Soldier sunbathing under 15,000-volt electricity wire sparks panic
By MARCUS KLOECKNER | STARS AND STRIPES Published: July 3, 2019
KAISERSLAUTERN, Germany — A U.S. soldier sunbathing atop an Army truck parked on a rail line risked electrocuting himself, forcing controllers to shut down at a train station near Germany’s border with Poland, authorities said Wednesday.
The soldier was catching some sun at about 2:15 p.m. Monday when a German railroad worker in the eastern town of Guben spotted the servicemember lying directly beneath electricity wires.
“His life was at risk,” said Mathias Hellwig, a federal police officer in Guben.
Train station authorities quickly shut power down along the tracks. Police rushed to the scene and ordered the soldier down from the truck, which was parked on top of a stationary train car, Hellwig said.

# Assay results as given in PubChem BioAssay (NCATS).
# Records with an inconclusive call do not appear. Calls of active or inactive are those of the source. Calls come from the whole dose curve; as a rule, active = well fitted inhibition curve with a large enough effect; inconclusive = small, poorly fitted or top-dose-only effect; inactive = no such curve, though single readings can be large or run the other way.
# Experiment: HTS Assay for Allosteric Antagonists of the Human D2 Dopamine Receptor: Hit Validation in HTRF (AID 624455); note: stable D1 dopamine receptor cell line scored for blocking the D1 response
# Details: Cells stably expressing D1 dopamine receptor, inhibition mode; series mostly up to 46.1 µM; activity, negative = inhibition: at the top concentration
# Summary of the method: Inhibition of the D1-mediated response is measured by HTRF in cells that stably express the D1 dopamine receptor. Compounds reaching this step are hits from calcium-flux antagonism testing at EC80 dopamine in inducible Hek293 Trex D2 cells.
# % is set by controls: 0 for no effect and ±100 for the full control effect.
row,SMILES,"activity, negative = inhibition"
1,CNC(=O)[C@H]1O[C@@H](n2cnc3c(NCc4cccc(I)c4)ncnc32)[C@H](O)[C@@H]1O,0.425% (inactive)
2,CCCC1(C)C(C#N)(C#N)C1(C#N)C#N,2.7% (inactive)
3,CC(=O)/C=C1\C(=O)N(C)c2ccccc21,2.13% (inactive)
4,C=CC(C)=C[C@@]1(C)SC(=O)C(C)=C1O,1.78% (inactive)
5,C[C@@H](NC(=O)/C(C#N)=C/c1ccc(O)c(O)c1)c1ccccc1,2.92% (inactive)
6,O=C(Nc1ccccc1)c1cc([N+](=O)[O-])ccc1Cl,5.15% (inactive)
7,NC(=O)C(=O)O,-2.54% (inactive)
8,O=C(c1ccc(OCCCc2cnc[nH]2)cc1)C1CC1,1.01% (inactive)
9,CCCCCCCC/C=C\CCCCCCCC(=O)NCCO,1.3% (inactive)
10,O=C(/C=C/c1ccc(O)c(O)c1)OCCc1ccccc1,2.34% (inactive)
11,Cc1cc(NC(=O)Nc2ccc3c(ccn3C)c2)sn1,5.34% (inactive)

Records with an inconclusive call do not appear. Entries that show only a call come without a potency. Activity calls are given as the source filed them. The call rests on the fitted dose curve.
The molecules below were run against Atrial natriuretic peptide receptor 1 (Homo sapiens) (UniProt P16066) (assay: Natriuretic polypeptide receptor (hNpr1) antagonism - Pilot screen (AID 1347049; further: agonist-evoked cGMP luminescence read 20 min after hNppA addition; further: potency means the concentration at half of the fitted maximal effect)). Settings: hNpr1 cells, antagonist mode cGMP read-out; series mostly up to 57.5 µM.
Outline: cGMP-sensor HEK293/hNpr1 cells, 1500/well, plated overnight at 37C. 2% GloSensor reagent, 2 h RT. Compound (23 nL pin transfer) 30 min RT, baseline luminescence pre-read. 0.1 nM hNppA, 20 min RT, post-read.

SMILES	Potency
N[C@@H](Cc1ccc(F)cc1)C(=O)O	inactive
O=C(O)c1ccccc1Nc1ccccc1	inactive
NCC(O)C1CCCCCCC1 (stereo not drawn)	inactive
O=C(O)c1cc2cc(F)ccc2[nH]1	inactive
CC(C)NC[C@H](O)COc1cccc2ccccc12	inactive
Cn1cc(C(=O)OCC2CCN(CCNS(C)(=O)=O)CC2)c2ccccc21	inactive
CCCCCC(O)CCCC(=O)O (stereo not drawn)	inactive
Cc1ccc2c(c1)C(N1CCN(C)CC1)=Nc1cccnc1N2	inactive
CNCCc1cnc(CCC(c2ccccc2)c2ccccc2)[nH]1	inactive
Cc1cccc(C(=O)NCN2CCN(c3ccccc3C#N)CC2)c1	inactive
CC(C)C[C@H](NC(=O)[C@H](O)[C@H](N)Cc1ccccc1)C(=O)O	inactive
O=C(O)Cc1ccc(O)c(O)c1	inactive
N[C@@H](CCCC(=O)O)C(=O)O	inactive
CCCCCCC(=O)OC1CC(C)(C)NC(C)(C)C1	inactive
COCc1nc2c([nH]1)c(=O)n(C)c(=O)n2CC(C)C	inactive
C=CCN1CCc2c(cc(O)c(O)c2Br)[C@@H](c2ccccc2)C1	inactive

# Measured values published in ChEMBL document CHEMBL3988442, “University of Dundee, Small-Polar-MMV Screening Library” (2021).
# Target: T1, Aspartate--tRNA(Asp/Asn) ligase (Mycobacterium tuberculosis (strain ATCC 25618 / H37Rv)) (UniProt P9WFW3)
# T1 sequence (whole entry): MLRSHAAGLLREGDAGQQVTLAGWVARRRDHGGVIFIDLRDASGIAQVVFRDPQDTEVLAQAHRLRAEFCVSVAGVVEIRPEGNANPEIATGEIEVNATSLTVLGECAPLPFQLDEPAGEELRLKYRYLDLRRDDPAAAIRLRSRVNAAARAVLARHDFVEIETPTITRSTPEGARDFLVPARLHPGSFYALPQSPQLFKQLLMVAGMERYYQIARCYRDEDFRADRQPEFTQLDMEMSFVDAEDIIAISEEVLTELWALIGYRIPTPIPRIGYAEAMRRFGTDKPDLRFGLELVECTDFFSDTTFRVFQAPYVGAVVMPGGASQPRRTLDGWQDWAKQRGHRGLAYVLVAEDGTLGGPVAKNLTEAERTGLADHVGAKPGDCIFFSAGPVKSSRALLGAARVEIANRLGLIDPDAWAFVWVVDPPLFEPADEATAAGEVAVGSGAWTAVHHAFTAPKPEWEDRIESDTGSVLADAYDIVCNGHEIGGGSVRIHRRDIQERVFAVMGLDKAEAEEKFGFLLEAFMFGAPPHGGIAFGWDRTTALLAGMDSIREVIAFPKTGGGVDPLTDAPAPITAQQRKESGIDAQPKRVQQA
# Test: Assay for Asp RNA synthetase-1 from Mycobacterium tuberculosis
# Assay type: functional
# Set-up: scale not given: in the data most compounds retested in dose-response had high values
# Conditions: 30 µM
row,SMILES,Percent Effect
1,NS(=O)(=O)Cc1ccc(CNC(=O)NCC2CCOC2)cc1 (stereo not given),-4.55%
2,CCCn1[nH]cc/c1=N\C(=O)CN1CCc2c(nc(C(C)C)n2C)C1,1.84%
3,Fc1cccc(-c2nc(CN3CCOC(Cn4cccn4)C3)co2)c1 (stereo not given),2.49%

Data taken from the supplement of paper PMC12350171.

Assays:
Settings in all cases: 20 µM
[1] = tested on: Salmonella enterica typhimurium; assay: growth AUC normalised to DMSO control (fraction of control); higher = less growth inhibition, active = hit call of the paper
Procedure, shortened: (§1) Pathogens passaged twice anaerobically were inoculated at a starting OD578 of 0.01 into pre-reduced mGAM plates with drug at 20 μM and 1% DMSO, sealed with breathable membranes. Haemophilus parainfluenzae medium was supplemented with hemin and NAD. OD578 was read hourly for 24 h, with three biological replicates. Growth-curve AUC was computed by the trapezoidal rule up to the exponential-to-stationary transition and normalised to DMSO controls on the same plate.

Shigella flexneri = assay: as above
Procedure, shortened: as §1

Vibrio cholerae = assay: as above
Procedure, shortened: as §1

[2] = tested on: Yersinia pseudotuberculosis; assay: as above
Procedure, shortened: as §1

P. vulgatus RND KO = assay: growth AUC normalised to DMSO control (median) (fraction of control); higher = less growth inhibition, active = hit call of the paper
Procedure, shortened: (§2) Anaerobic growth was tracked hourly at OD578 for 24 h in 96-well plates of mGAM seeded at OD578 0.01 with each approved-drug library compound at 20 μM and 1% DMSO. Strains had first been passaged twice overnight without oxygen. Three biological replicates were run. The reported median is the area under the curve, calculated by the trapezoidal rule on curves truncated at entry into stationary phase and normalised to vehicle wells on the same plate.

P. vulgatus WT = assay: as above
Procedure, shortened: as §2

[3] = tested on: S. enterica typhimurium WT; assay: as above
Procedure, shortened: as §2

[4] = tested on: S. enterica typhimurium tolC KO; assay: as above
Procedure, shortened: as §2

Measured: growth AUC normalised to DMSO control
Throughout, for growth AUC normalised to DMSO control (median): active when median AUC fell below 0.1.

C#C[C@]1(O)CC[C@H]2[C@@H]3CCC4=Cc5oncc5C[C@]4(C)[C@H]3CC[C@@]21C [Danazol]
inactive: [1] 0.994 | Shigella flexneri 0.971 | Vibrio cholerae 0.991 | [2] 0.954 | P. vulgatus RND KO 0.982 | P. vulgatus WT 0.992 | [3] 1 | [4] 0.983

The shutdown was short and power was soon restored.
However, Hellwig said the incident has prompted law enforcement to consider sending instructions to the Army on the do’s and don’ts for how to behave on rail lines.
The railroad service’s official information brochure is rather clear on the risks: “Caution: Electricity! Climbing and riding on the trains is life-threatening,” it warns.
The railroad’s overhead lines carry electricity at 15,000 volts to power trains. A safe distance is about 5 feet, Hellwig said, but the soldier was about 3 feet from a live wire.
U.S. Army Europe said Friday that following completion of an investigation, it would “implement policy to prevent dangerous actions in the future” and appropriately discipline the soldier, who was on deployment to Europe. USAREUR also apologized for any inconvenience.
U.S. Army Europe was looking into the incident, a military official said, but immediate information wasn’t available.
Military convoys routinely move along rail lines in Germany and Poland, where vehicles are transported for exercises.
The sunbathing incident comes amid a heat wave in Germany, where soldiers are laboring in record-high summer temperatures.
Stars and Stripes reporter John Vandiver contributed to this report.